Congratulations! You just bought a shiny new (or Certified Pre-Owned) road bike and have taken the first step toward becoming a cyclist. But before you hit the road, you’re going to need a few more things. These are the seven road cycling essentials you should pick up after (or even before) buying your first road bike. They’re listed in order of importance and will make riding your new bike safer, easier, and more fun.
In a perfect world, we never fall off our bikes. Unfortunately, we can’t control everything that happens on the road. Whenever you kit up for a ride, protecting your head should be your number-one priority. Wearing a helmet while cycling reduces the chance of head injury by 50 percent, and head, face, or neck injury by 33 percent (see Helmets.org for more stats). Modern helmets are stylish, lightweight, well-ventilated, and safer. There’s no reason not to wear one.
Traditionally, road helmets don’t have a visor to keep them light and aerodynamic. Budget helmets are fine as long as they fit properly and meet U.S. CPSC Safety Standards.
If you’re going to be knocking out serious mileage, it’s worth investing in a mid-range or even high-end helmet. These helmets use better materials and have improved safety features like MIPS, lower weight, and better ventilation.
For more helmet recommendations, check out: Our Favorite Road Helmets.
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If you just bought a new or Certified Pre-Owned bike, chances are, it didn’t come with pedals. Why? Because there are many different pedal standards. Bike companies leave it up to the riders to choose their preferred pedals.
If you just need something cheap and simple to get the wheels turning, then a basic pair of flat pedals will get the job done. You can use them with your regular shoes.
As you get more advanced, you should pick up some clipless pedals. Clipless pedals keep your feet attached to the pedals, which improves power transfer and makes pedaling at high cadences easier. Plus, it’s more secure to be attached to the bike on bumpy roads. You’ll also need to purchase cycling shoes to mount the cleats that come with clipless pedals.
The name can be confusing because you “clip in” and "clip out" of clipless pedals. They’re called clipless because decades ago, riders used to use “toe clips” — small cages with straps — to keep their feet attached to their pedals. Instead of using toe clips, clipless pedals keep your feet attached using a cleat that locks into a binding-like mechanism on the pedal. Thus they’re “clip-less.”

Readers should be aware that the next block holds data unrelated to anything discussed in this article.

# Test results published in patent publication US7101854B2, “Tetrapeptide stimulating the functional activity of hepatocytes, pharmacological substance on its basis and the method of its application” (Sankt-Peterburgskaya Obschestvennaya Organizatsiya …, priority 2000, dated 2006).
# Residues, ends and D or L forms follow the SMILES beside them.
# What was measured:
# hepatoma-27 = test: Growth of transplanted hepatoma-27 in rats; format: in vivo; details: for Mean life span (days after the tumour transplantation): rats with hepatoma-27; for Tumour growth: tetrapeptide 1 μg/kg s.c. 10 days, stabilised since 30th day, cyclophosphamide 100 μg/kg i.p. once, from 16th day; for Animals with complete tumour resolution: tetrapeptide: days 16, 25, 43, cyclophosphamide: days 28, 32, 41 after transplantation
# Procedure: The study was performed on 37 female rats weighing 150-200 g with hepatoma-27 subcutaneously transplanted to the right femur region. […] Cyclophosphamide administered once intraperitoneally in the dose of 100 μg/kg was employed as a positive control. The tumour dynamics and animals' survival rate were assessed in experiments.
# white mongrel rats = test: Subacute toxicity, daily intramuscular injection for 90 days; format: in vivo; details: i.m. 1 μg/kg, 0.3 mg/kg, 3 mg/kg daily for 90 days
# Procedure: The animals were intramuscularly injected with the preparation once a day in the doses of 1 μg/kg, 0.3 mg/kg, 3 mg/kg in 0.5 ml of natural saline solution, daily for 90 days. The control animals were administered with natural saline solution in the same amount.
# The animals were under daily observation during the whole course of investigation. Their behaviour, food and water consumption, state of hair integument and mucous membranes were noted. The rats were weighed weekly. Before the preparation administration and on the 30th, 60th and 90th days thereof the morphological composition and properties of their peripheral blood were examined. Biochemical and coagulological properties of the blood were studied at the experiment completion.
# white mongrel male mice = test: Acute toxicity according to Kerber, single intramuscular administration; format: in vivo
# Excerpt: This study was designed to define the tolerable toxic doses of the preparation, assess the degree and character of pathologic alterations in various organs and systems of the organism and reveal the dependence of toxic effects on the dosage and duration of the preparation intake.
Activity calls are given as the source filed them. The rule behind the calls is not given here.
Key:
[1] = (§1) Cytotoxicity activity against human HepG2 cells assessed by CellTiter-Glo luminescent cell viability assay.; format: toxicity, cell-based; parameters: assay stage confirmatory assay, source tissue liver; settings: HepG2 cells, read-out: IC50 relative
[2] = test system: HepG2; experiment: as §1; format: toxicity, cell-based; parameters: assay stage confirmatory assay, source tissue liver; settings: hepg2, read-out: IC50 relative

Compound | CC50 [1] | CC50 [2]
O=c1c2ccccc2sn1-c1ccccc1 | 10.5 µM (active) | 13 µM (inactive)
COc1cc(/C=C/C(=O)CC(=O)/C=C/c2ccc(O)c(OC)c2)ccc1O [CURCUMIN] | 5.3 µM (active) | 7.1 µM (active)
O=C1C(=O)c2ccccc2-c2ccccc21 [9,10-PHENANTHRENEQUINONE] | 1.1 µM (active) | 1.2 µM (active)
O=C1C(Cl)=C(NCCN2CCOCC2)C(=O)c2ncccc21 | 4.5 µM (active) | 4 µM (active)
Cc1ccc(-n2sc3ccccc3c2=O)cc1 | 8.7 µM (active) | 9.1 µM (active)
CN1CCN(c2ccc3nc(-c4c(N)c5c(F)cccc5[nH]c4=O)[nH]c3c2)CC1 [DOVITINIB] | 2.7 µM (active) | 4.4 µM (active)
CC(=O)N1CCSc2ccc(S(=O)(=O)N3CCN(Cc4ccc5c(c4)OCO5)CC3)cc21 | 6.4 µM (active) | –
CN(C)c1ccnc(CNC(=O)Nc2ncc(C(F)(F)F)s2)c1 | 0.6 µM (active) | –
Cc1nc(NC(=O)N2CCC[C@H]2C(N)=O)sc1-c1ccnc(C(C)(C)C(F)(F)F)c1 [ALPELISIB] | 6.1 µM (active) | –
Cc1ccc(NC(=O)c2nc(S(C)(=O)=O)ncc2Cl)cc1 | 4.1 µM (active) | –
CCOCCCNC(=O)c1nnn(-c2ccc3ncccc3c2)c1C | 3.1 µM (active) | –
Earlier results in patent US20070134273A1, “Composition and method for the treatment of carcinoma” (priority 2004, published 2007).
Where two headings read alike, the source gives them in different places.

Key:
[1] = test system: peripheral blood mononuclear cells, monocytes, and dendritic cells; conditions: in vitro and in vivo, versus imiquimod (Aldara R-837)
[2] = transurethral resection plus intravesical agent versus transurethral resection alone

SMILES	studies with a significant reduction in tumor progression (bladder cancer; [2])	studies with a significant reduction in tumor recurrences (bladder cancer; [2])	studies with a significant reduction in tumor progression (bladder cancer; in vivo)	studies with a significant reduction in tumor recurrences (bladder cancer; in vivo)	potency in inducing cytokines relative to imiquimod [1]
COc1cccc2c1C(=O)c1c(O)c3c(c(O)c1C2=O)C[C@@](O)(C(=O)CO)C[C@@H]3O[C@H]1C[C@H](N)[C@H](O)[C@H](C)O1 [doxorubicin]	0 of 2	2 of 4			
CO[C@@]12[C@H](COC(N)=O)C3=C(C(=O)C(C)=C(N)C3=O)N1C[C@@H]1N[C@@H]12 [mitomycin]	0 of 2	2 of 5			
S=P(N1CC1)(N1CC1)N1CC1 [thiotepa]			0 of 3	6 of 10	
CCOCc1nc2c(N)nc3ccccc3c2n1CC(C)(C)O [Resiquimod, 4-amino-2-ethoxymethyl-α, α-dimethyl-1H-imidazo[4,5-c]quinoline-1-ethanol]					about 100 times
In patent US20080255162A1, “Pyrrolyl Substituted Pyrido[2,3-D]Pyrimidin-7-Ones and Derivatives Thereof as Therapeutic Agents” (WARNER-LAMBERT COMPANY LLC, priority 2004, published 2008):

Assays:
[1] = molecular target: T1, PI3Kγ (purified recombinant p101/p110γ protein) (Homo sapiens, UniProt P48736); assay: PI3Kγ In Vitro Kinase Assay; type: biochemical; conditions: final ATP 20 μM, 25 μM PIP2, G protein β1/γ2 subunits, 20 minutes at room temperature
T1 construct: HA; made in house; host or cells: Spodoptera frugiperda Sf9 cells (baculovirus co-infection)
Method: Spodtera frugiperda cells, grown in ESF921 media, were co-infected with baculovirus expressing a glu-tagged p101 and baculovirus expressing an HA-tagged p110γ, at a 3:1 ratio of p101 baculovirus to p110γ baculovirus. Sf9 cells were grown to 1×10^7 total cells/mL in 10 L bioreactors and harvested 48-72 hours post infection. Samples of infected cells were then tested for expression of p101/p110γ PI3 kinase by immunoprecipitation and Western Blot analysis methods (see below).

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You can’t ride on flat or underinflated tires, so you’re definitely going to need a bike pump. Floor pumps provide the most leverage and air volume to pump up tires quickly and easily. A small hand pump will work too, but they’re slower and a lot more work. Entry-level floor pumps are around the same price as hand pumps anyway.
You will want a pump with a head that is compatible with Presta valves, the type of valve used on modern road bikes. Many floor pumps have heads that are compatible with both Presta and Schrader valves. A pump with an air pressure gauge is best because it allows you to dial in your tire pressure to achieve the perfect balance between comfort and speed.
4. Flat repair kit
You’re bound to puncture at some point, so keep a flat repair kit on your bike. You don’t want to end up stranded somewhere miles from home. A basic repair kit should include at least one spare inner tube, one or two tire levers, and a CO2 inflator or small hand pump.
You’ll also need a way to carry your repair kit. The most popular method is the saddle bag. It attaches to the underside of a saddle, behind the seatpost where it is out of the way but always there when you need it.
For more details on how to build the perfect emergency repair kit, check out: Road Bike Repair Essentials.
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5. Chain lube
Don’t be one of those riders with a rusted drivetrain that squeaks in agony with every pedal stroke. A clean and lubricated chain will help your drivetrain run quieter, shift better, and last longer.
Wipe off your chain and give it a lube whenever you hear it start squeaking. Or better yet, keep a consistent routine where you clean and lube after X number of rides. To learn the basics of chain lube and how to clean and lube your chain, check out: Bike Chains and Lube Explained.
6. Cycling shorts
Cycling shorts are key to riding farther and more often. They have a padded chamois sewn into the bottom to relieve pressure and increase comfort. They are also skin-tight — no excess fabric flapping around. If you want to dress more modestly, you can wear a pair of baggy shorts over your cycling shorts. In case you’re wondering, cycling shorts are meant to be worn without underwear.
As you get more advanced, you can look into bib shorts. Regular cycling shorts are held up with elastic around the waistband, but bib shorts use straps that go over the shoulders. Regular shorts are usually less expensive and easier to put on and take off. But cyclists who ride a lot prefer bib shorts because they are more comfortable without elastic digging into your waist when riding.
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7. Water bottles & bottle cages
As with any sport, it’s important to stay hydrated while cycling. Road bikes make this easy with bottle cage mounts in the frame that allow riders to carry a couple of bottles.
Hydration packs are another valid option, but most road cyclists prefer bottles because it feels nicer to ride with your back unencumbered. It’s also easier to mix electrolytes into bottles and wash them when they get grimy.
If you’re riding a smaller-sized frame with limited space for bottles, look specifically for side-load bottle cages.
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